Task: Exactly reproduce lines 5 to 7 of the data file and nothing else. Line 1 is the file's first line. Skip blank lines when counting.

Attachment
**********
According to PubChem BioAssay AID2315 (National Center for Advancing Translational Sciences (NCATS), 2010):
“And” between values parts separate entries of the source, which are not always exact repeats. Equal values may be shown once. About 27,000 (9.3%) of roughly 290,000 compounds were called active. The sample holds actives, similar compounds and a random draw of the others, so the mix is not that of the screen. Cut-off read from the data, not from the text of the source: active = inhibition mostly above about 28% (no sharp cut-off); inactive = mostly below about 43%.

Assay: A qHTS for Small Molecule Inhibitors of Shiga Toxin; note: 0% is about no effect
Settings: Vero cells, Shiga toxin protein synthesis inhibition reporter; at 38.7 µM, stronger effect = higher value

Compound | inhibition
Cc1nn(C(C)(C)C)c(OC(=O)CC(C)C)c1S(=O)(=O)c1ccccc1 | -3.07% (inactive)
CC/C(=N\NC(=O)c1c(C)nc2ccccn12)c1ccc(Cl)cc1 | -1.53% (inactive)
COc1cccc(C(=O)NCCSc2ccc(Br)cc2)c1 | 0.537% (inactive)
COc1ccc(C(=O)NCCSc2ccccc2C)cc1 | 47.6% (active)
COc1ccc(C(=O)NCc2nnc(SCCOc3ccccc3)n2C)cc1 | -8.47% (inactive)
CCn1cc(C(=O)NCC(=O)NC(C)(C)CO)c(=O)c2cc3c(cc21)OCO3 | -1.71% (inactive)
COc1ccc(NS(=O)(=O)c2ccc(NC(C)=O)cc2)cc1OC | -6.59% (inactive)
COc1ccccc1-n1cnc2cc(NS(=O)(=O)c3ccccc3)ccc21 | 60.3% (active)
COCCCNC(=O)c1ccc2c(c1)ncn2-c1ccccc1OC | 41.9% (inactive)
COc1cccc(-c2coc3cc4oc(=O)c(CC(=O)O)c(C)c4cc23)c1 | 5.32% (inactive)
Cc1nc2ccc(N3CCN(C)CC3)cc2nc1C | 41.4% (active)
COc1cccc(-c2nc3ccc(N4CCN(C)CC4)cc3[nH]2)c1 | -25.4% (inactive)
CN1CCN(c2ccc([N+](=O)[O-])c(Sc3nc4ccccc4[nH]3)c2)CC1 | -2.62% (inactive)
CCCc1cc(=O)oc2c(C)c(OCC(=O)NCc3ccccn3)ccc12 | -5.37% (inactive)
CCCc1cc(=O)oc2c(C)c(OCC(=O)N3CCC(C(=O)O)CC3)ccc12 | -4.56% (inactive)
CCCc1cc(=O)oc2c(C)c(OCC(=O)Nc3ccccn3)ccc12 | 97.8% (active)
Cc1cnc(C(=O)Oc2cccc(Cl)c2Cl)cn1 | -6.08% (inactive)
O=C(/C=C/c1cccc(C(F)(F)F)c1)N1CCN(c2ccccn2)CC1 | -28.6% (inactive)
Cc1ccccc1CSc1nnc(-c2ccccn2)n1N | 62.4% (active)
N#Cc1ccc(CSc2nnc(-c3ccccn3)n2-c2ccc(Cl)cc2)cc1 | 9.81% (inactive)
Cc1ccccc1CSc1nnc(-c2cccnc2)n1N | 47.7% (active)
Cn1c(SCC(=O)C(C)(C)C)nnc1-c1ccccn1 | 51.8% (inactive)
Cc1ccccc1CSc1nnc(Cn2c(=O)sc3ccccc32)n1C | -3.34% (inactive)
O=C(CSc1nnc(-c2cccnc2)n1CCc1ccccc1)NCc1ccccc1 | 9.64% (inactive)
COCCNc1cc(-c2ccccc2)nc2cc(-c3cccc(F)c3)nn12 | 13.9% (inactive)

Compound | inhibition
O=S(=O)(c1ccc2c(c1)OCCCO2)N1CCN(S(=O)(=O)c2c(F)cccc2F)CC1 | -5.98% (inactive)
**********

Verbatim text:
Compound | inhibition
Cc1nn(C(C)(C)C)c(OC(=O)CC(C)C)c1S(=O)(=O)c1ccccc1 | -3.07% (inactive)
CC/C(=N\NC(=O)c1c(C)nc2ccccn12)c1ccc(Cl)cc1 | -1.53% (inactive)